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CHP: Cyclist Had Right of Way in Fatal Upvalley Crash

Napa CHP Officer Garrett Ray said Richard Becker was riding downhill and had the right of way. There are no stop signs or signals at the intersection, and the driver should have waited before turning left, Ray said. By Bay City News Service.

A St. Helena cyclist had the right of way in the vehicle collision that fatally injured him Saturday morning, a California Highway Patrol officer said.

Richard Becker, 54, died at St. Helena Hospital after his bicycle collided with a car at about 9:30 a.m. at the intersection of Sanitarium and Deer Park roads, CHP Officer Steve Aguilar said.           

Kimberly Klingman, 39, of Napa, was driving a 2010 BMW east on Deer Park Road and entered the eastbound left-turn lane intending to go north on Sanitarium Road, Aguilar said.

Becker was riding his Concorde Gavina bicycle west on Deer Park Road near the Sanitarium Road intersection, Aguilar said.

As Becker entered the intersection, Klingman turned left directly into the path of the bicycle, which struck the right side of the BMW, Aguilar said.

Becker was ejected from the bike and was taken to the hospital, where he died.

Klingman was not injured and was released at the scene, Aguilar said.

CHP Officer Garrett Ray said Becker was riding downhill and had the right of way. There are no stop signs or signals at the intersection, and the driver should have waited before turning left, Ray said.

The collision is still under investigation.

By Bay City News Service.

Mark Mathews August 21, 2012 at 12:46 AM
How fast was the bike going?
Andrew August 21, 2012 at 12:48 AM
Very sad but maybe it wasn't a right-of-way issue as you assume (which you shouldn't really do as a fact reporting journalist) - maybe she just didn't see him? People using the highway to get exercise are hard to see and take a very big risk. People should exercise on bike trails. Much safer, don't you think? Cyclists are a severe road hazard to drivers.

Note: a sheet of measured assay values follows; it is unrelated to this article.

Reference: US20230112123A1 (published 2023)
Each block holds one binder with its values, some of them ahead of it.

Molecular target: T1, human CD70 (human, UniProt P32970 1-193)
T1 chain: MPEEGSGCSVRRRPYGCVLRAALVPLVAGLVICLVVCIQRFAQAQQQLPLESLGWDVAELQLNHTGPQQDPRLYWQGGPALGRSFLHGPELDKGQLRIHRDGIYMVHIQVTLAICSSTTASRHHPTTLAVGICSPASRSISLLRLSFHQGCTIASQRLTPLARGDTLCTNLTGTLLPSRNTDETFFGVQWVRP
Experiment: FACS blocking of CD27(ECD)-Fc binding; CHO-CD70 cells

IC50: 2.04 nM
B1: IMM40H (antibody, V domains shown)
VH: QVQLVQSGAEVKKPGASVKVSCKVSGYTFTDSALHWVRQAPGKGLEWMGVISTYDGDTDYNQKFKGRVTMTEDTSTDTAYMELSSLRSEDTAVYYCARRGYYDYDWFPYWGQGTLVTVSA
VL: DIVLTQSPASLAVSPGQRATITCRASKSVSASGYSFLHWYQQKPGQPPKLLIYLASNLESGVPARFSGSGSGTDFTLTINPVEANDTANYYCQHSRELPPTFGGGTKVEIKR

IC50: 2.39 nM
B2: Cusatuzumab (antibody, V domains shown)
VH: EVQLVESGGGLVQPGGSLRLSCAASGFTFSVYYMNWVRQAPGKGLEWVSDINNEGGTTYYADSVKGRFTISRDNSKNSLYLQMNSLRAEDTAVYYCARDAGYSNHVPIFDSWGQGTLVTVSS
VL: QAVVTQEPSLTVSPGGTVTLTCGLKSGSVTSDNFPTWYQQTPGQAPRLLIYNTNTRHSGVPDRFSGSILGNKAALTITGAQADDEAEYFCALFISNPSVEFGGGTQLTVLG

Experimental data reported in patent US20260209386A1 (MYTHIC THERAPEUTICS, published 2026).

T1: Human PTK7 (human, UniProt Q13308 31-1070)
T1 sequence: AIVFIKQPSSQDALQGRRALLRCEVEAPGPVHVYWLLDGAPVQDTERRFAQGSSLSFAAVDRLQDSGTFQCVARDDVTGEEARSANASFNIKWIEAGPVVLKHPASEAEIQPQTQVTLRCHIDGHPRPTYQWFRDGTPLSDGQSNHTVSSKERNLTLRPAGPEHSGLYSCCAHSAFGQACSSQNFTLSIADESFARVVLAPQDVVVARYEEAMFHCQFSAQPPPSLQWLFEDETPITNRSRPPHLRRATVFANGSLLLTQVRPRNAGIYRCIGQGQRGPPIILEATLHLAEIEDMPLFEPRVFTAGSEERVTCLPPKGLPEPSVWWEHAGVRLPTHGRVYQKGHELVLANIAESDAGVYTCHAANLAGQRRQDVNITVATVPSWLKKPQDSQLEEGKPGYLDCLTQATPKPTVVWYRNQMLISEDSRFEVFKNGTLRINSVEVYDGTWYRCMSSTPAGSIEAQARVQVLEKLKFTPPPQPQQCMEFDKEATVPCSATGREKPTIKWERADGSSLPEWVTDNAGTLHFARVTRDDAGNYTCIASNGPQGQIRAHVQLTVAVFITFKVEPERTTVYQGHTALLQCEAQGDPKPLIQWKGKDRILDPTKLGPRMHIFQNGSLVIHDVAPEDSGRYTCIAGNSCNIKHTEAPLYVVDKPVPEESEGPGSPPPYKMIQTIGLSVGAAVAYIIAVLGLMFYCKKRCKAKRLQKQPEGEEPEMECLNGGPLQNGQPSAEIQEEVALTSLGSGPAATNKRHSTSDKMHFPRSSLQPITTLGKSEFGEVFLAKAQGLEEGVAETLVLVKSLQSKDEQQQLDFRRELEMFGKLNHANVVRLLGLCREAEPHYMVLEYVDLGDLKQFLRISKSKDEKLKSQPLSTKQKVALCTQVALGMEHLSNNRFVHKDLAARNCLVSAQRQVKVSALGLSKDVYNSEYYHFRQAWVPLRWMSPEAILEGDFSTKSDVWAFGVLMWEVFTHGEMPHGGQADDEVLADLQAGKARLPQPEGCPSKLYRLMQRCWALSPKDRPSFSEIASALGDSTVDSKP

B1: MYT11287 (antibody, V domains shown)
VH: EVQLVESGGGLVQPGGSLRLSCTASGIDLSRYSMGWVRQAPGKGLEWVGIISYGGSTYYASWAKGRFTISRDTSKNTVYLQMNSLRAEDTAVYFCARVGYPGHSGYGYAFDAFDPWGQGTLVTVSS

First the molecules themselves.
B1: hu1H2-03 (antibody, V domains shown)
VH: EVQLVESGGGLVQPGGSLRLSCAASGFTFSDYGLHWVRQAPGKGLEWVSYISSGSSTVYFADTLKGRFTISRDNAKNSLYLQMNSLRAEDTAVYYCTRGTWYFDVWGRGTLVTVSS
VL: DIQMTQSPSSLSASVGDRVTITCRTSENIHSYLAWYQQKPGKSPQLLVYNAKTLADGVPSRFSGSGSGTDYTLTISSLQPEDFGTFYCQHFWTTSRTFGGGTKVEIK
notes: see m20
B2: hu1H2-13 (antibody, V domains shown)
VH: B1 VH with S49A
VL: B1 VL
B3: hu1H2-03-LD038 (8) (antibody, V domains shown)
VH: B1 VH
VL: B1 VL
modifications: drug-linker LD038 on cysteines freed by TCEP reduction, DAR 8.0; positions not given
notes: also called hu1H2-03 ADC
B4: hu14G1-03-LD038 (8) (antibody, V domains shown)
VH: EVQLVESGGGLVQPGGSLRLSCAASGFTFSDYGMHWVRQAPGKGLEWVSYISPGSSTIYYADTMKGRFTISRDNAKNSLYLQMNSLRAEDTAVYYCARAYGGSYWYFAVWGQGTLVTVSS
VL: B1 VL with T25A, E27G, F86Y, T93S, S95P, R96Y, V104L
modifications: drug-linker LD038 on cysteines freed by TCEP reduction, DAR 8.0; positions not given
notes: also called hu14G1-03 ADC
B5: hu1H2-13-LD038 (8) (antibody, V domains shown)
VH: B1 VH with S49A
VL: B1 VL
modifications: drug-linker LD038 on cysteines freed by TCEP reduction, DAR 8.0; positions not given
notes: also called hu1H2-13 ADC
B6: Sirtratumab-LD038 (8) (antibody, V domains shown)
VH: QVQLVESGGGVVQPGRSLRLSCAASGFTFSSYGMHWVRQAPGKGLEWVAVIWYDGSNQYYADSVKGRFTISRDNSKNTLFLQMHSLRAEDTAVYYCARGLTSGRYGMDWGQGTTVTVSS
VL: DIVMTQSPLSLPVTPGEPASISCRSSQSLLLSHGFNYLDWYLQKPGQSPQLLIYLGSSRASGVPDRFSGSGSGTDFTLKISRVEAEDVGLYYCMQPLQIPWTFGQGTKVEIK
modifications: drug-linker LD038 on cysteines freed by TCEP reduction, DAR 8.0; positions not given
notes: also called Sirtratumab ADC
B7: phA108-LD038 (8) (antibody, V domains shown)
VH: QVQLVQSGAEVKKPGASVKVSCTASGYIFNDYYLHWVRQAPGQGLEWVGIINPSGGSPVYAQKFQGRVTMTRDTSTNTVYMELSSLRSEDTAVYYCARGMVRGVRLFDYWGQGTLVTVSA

Aileen Carroll August 21, 2012 at 01:06 AM
It cold be said that drivers are a severe road hazard to cyclists. As far as cyclists exercising on bike trails, unless there are class I bike paths that go everywhere the current roads (Class III) do, cyclists will continue to apply their rights to the road.
F Otterbeck August 21, 2012 at 01:19 AM
Yes, the bicyclist had the right of way. No doubt about it. However, it is really hard to see bikes as they emerge from the shadows and it is hard to gauge how incredibly fast they are going. We really need bike lanes throughout the valley as more cyclists are riding in the center of the road in unexpected places like Deer Park and Rutherford Crossroads.
Dale Martin August 21, 2012 at 01:24 AM
@ Mark and Andrew The driver of the car has to yield to any oncoming traffic and make sure it is safe before making a left hand turn. That is the law, period. I don't know the posted speed limit for Deer Park Road in that area but I assume it is 45 mph or higher. It is highly doubtful that the cyclist was exceeding the speed limit but regardless it is still the law that the driver making the left hand turn must make sure it is clear before turning.
Antoine M August 21, 2012 at 01:43 AM
Ditto Aileen's words. Cars are the common denominator in road deaths, with or with out distractions such as cell phones and being under the influence cars can be deadly. The privilege of driving one is supposedly only given to those responsible enough to recognize the dangers they are creating for others who use our public spaces. Drivers ed and the DMV could do more to make our roads a safer place.